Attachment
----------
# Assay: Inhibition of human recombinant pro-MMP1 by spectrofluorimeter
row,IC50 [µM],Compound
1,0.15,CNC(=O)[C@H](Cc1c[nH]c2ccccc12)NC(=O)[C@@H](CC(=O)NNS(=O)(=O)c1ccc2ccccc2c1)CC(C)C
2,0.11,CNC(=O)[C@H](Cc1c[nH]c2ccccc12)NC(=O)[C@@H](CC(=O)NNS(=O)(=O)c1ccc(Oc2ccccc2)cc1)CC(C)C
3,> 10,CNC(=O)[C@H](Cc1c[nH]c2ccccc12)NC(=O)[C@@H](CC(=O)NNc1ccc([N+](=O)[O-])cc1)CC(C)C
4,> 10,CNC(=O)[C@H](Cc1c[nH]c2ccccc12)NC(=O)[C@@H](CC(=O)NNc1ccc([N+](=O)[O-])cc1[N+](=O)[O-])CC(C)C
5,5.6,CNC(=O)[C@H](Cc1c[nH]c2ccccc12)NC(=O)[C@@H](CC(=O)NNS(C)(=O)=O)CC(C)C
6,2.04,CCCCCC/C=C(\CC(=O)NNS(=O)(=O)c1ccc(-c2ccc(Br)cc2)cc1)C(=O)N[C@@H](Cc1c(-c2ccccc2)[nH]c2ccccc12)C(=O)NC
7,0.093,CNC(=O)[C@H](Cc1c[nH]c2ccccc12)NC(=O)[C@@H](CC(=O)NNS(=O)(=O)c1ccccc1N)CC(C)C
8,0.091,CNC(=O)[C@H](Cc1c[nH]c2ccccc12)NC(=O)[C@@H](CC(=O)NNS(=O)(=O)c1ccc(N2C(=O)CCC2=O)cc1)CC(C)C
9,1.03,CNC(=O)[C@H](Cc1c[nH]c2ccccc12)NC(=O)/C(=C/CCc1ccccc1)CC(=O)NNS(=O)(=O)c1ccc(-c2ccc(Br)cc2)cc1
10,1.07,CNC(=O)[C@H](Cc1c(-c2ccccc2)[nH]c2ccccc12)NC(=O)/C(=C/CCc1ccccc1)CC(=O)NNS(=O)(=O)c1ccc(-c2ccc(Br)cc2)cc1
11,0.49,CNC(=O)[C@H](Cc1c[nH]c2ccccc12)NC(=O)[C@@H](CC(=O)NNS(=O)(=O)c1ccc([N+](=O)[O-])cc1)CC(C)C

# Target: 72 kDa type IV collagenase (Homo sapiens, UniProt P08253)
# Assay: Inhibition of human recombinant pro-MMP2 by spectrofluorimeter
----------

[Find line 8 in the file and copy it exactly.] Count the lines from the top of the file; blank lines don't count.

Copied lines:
6,2.04,CCCCCC/C=C(\CC(=O)NNS(=O)(=O)c1ccc(-c2ccc(Br)cc2)cc1)C(=O)N[C@@H](Cc1c(-c2ccccc2)[nH]c2ccccc12)C(=O)NC